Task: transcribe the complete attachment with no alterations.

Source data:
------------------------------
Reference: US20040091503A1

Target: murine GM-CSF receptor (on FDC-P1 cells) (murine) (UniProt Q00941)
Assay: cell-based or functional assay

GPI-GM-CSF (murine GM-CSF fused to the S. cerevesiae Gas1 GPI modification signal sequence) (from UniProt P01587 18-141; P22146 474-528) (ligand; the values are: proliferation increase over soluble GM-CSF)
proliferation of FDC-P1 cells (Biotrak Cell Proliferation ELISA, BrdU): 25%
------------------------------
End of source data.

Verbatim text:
Reference: US20040091503A1

Target: murine GM-CSF receptor (on FDC-P1 cells) (murine) (UniProt Q00941)
Assay: cell-based or functional assay

GPI-GM-CSF (murine GM-CSF fused to the S. cerevesiae Gas1 GPI modification signal sequence) (from UniProt P01587 18-141; P22146 474-528) (ligand; the values are: proliferation increase over soluble GM-CSF)
proliferation of FDC-P1 cells (Biotrak Cell Proliferation ELISA, BrdU): 25%